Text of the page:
How to find your way around New York City


If there’s one thing that will impact how you choose to get around in New York City, it’s the weather. Taking the subway in summer or opting to walk in the depths of winter can challenge even the hardiest of travelers.

This city never sleeps, largely because you can get anywhere, anytime, thanks to night owl cabbies and trains that run around the clock. The party keeps going in NYC for as long as you’re willing to join it.

Everyone thinks of yellow cabs and the subway when they think of New York – and the extensive public transit system is indeed a source of both pride and frustration for the city’s millions of residents – but there are many more options for getting around.

Buses, ferries and commuter trains complete the public transit system, and getting around on foot can be one of the most rewarding ways to explore. Some adventurous, patient souls even choose to get around by bike or car.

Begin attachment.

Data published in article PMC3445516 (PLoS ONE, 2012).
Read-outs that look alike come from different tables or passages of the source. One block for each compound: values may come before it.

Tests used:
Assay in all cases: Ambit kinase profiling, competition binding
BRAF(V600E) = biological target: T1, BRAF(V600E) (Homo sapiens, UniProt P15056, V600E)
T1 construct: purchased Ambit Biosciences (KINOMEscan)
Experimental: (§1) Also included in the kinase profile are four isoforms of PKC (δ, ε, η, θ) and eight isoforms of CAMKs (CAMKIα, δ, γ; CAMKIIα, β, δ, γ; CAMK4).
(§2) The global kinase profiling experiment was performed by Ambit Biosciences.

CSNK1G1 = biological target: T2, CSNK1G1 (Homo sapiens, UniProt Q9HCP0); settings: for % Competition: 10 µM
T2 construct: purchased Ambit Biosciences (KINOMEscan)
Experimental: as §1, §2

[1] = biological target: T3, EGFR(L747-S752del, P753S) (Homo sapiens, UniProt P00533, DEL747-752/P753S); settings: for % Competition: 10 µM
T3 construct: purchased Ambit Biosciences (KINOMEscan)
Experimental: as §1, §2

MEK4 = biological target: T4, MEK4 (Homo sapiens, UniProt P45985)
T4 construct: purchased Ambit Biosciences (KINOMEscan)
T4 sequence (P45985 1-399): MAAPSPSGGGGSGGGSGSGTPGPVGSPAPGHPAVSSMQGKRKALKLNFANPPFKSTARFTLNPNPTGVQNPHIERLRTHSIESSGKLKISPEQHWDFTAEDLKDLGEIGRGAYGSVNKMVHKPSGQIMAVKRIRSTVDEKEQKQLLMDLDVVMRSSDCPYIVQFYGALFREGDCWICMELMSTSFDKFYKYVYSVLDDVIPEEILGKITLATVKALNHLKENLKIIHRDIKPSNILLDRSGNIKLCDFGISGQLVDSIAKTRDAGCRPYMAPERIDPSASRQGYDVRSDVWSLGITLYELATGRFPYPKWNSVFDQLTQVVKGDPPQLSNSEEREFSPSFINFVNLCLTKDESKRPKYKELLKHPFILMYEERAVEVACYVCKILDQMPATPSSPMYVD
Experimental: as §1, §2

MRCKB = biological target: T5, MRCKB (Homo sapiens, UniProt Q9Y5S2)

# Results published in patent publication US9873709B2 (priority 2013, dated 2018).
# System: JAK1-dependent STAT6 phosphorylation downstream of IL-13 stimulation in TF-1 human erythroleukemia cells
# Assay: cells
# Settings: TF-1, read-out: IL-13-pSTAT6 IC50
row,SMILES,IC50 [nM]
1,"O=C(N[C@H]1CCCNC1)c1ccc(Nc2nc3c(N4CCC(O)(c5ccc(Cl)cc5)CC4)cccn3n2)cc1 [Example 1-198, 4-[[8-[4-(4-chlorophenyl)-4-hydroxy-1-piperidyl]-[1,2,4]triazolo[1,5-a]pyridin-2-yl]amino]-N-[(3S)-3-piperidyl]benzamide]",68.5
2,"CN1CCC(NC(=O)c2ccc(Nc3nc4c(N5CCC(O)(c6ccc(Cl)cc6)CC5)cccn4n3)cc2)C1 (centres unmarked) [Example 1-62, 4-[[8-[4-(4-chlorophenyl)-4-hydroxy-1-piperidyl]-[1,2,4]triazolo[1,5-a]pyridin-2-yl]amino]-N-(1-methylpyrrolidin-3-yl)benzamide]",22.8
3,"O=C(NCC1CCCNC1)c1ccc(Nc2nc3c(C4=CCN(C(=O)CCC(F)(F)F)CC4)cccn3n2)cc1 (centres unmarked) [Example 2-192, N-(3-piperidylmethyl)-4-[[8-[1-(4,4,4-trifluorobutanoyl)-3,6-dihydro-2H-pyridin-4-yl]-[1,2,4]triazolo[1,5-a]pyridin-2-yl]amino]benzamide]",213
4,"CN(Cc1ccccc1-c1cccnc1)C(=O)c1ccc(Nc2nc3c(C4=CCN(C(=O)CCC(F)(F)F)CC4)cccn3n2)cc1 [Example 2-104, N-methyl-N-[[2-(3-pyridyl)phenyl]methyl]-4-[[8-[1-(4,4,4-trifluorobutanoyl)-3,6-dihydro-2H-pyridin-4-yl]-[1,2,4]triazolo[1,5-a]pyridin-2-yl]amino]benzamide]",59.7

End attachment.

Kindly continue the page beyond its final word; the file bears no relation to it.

Best of all, public transit is inexpensive – combined with the many free things to do in NYC, this can help offset the cost of accommodation. Here’s everything you need to know about getting around New York City.

Get around night or day on the subway

With 25 routes covering more than 665 miles of track, the New York City subway system is a behemoth, welcoming 1.7 billion riders on an annual basis. It’s operated by the MTA and covers Manhattan, Brooklyn, Queens, the Bronx, and Staten Island, though the latter’s trains don’t connect to the other boroughs directly (you’ll need to reach Staten Island by bus or ferry).

Unlike other major cities in the US, New York’s subway trains run 24 hours a day, seven days a week. However, with the system’s advanced age – 28 stations date back to 1904, and signals from the 1930s are still in use today – it’s susceptible to delays and breakdowns. Construction is often scheduled for nights and weekends, so weekend subway travel can be challenging. You’ll find countdown clocks in every station, telling you when the next train is coming.

To keep on top of service changes, anticipated or not, the MYmta app is frequently updated with information on each line, and it’s a handy tool for trip-planning in general, but Google Maps is even better for plotting a course, with integrated service info as well as details on stations, schedules, and the onboard experience. The MTA Twitter feed is also worth bookmarking for up-to-the-minute info on service disruptions and delays.